President Donald J. Trump Friday (Nov. 15) issued two full pardons and a grant of clemency to three veterans of the war in Afghanistan who had been accused of war crimes by the Department of Defense.
Army First Lieutenant Clint Lorance and Special Forces Army Major Mathew Golsteyn received full pardons. They both had been charged with murder in connection with the deaths of Afghanis whom they believed to be enemy combatants. Special Warfare Operator First Class, Navy SEAL Chief Edward R. Gallagher received a presidential order of clemency that restored all his military decorations and his rank that had been taken away by a military tribunal, despite the fact that Gallagher had been acquitted of all of the most serious charges against him. Gallagher had been charged with murder in connection with the death of a wounded Afghani soldier. He was acquitted of those charges when another soldier confessed to killing the alleged terrorist. He was convicted of having his picture taken with the body of a dead Afghani soldier, although the photograph was not that of the soldier he was charged with murdering.
Before his prosecution, Gallagher held the rank of Chief Petty Officer, had been awarded a Bronze Star with a “V” for valor, and had been assigned to an important position in the Navy as an instructor. He also had been selected to receive a promotion to Senior Chief Petty Officer. Though ultimately acquitted on all of the most serious charges, he was stripped of these honors as he awaited his trial and its outcome. President Trump’s order said that given his service to our nation, a promotion back to the rank and pay grade of Chief Petty Officer is justified.
Details of the backgrounds of the background and charges against the three men, and President Trump’s actions were outlined in a White House press release late Friday afternoon:
“In early July 2012, only days after Lieutenant Lorance had taken command of his platoon in one of the most dangerous battle zones in Afghanistan, a motorcycle with three men approached him and his men with unusual speed. Under difficult circumstances and prioritizing the lives of American troops, Lorance ordered his men to engage, and two of the three men were killed. Following these events, Lorance was convicted of several charges. He has served more than six years of a 19-year sentence he received.
Many Americans have sought executive clemency for Lorance, including 124,000 people who have signed a petition to the White House, as well as several members of Congress, including Senators Bill Cassidy and John Kennedy, and Representatives Steve Scalise, Garret Graves, Duncan Hunter, Paul Gosar, Adam Kinzinger, Scott Perry, Brian Babin, Neal Dunn, Michael Waltz, Louie Gohmert, Daniel Webster, Steve King, Ralph Norman, Mark Meadows, Clay Higgins, Ralph Abraham, Mike Johnson, and Jody Hice.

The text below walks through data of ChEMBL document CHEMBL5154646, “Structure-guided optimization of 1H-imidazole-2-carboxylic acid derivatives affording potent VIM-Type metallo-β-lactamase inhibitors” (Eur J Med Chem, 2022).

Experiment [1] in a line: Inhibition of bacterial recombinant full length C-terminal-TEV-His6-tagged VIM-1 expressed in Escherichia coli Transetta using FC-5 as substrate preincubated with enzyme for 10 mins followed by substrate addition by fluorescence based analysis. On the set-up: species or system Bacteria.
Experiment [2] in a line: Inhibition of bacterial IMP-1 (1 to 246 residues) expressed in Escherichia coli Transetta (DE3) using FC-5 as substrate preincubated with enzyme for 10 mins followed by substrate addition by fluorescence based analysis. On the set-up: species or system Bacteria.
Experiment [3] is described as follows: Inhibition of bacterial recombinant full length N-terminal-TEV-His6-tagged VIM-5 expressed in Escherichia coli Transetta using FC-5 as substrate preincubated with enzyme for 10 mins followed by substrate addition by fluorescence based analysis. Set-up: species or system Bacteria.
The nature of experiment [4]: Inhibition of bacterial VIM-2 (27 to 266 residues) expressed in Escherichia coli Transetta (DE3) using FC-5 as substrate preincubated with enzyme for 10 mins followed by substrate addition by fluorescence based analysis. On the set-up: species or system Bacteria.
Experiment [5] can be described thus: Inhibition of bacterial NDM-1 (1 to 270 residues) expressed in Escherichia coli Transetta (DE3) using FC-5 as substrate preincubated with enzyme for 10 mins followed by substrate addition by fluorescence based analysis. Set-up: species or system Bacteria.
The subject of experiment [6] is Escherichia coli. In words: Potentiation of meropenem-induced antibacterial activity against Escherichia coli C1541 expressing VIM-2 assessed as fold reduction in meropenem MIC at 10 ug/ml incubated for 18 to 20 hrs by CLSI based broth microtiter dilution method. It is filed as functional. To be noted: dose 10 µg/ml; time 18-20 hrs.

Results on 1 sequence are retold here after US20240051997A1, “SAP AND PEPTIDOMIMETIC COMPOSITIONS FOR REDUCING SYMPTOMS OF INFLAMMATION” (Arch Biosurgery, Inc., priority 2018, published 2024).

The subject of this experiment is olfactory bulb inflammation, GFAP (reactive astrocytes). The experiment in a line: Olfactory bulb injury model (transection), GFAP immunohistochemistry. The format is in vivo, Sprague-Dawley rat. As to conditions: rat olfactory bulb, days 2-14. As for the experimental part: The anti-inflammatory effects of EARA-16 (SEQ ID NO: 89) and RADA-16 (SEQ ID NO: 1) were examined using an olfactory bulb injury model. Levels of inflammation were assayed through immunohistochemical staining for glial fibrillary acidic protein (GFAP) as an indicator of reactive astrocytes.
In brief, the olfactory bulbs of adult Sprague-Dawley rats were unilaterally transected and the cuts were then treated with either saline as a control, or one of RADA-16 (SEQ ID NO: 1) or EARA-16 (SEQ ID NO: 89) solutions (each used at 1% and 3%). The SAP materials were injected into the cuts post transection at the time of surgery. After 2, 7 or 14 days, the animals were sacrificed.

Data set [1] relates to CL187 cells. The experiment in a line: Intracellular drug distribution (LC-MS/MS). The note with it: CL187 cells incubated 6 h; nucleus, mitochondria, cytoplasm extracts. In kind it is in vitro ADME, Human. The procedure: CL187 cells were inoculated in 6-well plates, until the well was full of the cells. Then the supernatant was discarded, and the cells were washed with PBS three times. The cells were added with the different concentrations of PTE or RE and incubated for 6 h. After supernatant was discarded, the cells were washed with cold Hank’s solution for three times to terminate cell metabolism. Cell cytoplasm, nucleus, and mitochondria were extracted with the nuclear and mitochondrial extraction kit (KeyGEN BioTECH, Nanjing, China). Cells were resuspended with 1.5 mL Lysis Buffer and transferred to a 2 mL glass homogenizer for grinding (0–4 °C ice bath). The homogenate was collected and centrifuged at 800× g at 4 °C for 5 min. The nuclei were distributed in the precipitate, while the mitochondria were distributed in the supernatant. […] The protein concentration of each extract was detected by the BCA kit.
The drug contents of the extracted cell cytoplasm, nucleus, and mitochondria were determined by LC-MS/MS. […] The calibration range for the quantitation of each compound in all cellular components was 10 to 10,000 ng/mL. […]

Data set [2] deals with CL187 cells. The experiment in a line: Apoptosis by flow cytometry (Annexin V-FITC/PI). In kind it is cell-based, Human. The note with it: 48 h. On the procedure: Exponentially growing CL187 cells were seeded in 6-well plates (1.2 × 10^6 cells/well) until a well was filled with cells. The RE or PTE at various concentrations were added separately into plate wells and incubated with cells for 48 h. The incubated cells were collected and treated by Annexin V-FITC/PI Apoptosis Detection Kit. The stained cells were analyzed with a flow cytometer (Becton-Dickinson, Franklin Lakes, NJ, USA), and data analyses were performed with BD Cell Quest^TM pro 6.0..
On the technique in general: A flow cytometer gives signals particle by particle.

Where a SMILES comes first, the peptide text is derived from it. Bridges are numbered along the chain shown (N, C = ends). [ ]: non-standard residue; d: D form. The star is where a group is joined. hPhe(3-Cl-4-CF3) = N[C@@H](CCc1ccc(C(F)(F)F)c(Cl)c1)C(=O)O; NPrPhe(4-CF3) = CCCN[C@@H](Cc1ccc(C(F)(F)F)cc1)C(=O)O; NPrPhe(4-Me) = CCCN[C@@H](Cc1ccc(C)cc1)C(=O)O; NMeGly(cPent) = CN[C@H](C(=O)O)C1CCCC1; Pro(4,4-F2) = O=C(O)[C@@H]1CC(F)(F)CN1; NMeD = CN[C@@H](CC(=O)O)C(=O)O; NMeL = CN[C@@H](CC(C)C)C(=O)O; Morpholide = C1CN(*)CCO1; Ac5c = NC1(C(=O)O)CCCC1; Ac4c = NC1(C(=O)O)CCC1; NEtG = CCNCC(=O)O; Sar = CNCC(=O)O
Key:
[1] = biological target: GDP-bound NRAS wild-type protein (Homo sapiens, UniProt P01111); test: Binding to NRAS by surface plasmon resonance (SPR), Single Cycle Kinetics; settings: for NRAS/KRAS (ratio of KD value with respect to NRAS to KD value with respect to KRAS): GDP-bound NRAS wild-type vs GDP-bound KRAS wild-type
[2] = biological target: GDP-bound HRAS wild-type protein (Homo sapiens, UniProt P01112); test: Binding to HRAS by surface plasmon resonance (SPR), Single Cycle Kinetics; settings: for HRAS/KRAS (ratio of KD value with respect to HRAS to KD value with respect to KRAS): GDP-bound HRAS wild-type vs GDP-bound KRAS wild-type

Major Mathew Golsteyn, an officer of the United States Army and graduate of West Point, is currently set to stand trial for an allegedly unlawful killing in connection with one of the largest battles of the Afghanistan War. As our forces cleared the Taliban from the city of Marjah, an Improvised Explosive Device detonated, killing two Marines. The terrorist bombmaker, as identified by an Afghan informant, who had killed our troops, was detained and questioned. Golsteyn was compelled to release him, however, due in part to deficiencies within the fledgling Afghan detention system. Golsteyn has said he later shot the terrorist because he was certain that the terrorist’s bomb making activities would continue to threaten American troops and their Afghan partners, including Afghan civilians who had helped identify him. After nearly a decade-long inquiry and multiple investigations, a swift resolution to the case of Major Golsteyn is in the interests of justice. Clemency for Major Golsteyn has broad support, including from Representatives Louie Gohmert, Duncan Hunter, Mike Johnson, Ralph Abraham, and Clay Higgins, American author and Marine combat veteran Bing West, and Army combat veteran Pete Hegseth.
Before the prosecution of Special Warfare Operator First Class Edward Gallagher, he had been selected for promotion to Senior Chief, awarded a Bronze Star with a “V” for valor, and assigned to an important position in the Navy as an instructor. Though ultimately acquitted on all of the most serious charges, he was stripped of these honors as he awaited his trial and its outcome. Given his service to our Nation, a promotion back to the rank and pay grade of Chief Petty Officer is justified.
The United States military justice system helps ensure good order and discipline for our millions of uniformed military members and holds to account those who violate the Uniform Code of Military Justice. Due in part to this system, we have the most disciplined, most effective, most respected, and most feared fighting force in the world.